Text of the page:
Every time I went to the hospital I saw a different person with different ideas, so there was no way that this coul…

Memory problems and old photographs

It has been said on many occasions that it's good to show people with memory problems, old photographs taken when they were younger.

But I have heard other people argue the opposite, 
The reason being that the photographs could trigger old happy memories, which could cause the person to be fixated with that period, and may well then forget what is happening in reality.
I know that when so one shows me an old photograph, I try to remember who is there, and wonder  what happened to them, if they are people I have not seen for a long time
But could this cause extra problems for those with bad memory problems or dementia, and could it confuse these people even more. Could they then go on to think that all of these people are still alive, even though they could have died many years ago.
They could also cause upset, because these photographs may trigger an unhappy experience, which no one else knows about. 
I know from personal experience that old photographs can cause the imagination …

Survival in Frontotemporal Dementia Found To Be Increased in People With More Demanding Jobs

Survival in Frontotemporal Dementia Found To Be Increased in People With More Demanding Jobs MAY 22ND, 2015 DANIELA SEMEDO, PHDALZHEIMER'S NEWSNEWS0 COMMENTS
Findings from a recent study published in the journal Neurology revealed that individuals with more skilled jobs may live longer after developing frontotemporal dementia in comparison with individuals with less skilled jobs. Frontotemporal dementia is a condition that mainly affects individuals aged under 65 years and causes personality or behavior changes and language problems. “This study suggests that having a higher occupational level protects the brain from some of the effects of this disease, allowing people to live longer after developing the disease,” said study author Lauren Massimo, PhD, CRNP, of the University of Pennsylvania in Philadelphia, Pennsylvania State University in State College and a member of the American Academy of Neurology. Results from this study add evidence to the “cognitive reserve” theory concernin…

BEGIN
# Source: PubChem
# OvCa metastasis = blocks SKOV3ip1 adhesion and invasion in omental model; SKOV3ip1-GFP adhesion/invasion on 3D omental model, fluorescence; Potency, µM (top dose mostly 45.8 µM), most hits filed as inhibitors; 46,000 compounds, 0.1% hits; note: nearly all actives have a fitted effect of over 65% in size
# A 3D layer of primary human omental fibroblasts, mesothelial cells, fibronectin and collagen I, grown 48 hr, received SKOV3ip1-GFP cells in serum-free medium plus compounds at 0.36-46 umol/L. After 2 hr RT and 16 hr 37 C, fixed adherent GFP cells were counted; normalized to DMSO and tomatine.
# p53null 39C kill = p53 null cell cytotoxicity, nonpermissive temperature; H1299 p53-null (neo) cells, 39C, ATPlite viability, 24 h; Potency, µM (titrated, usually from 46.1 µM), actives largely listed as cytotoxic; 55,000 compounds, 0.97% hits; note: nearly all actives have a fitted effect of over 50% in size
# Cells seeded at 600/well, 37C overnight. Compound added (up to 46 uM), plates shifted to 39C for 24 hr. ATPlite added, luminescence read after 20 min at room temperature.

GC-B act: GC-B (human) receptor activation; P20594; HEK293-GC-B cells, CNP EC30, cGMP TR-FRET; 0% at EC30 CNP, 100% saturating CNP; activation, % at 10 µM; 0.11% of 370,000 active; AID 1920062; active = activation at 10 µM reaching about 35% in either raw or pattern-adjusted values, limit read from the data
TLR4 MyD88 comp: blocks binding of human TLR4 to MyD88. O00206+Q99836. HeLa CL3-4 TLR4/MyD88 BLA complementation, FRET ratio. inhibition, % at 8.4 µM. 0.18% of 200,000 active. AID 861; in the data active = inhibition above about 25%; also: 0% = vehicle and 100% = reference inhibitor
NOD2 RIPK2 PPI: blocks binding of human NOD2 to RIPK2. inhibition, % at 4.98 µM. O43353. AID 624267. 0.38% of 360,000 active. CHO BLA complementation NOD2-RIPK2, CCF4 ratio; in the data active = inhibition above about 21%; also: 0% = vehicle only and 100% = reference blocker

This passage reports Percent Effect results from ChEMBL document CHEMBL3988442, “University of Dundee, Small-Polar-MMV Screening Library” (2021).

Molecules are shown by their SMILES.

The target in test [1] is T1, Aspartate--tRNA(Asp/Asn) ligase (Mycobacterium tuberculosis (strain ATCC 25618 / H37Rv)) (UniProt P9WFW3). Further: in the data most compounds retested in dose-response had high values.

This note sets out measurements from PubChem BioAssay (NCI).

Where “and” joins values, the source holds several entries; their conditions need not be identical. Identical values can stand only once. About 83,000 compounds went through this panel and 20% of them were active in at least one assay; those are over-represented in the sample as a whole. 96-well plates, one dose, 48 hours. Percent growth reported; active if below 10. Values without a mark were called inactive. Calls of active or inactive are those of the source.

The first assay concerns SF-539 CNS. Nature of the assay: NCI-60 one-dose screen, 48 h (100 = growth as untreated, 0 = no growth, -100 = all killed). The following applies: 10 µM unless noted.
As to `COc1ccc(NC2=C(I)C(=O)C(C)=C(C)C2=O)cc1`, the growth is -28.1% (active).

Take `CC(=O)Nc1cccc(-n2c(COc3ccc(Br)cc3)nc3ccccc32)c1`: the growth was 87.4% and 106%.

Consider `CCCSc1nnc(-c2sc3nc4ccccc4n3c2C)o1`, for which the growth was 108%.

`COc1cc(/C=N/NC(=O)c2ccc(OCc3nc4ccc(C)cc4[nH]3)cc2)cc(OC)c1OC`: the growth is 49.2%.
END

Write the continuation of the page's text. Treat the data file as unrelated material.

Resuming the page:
Dementia should not just be thought of just an “older person’s problem

Dementia should not just be thought of just an “older person’s problem”, says CPFT’s Carolyn Fuller

According to the Alzheimer's Society there are 850,000 people in the UK who are living with dementia, of which about 7,000 are in Cambridgeshire – and all the predictions say that those numbers show no signs of declining. However some people may be surprised to know that dementia is not an illness that just "affects older people" indeed there are now over 40,000 people under the age of 65 in the UK who have been diagnosed with the condition. My current role as a specialist mental health nurse is specifically to support people aged under 65 who have been diagnosed with a progressive dementia. Recognising someone has dementia, particularly in younger people, is often not straight forward. It can start with a multitude of different changes such as altered behaviour, speech and language difficulties, changes in mood or motivation levels, balance and coordination difficulties, even…

Confused

I confess that I am very confused at present, because I no longer know who to believe as far as medical professionals are concerned.
My new  dementia consultant said that I did not have Lewy Body Dementia, but have Mild a Cognitive Impairment, because I did not deteriorate fast enough. 
Another consultant who I am seeing for my balance and Parkinson type symptoms, said he thought I did have a slow burning type of LBD, and has arranged for a personal second opinion, something the first doctor refused to do.
But it appears that a letter dated from 2009 has appeared and stated that I had an MRI scan which showed up problems in the Fronto Temporal area of the brain, and said something abut TIA which I now understand is a mini stroke etc,  However this letter was ignored by the hospital consultants at the time, even though it stated that I should be referred  back to see a neurologist. 
Now it's all come to light again, and I am wondering where I am going with this nightmare, as I no longer…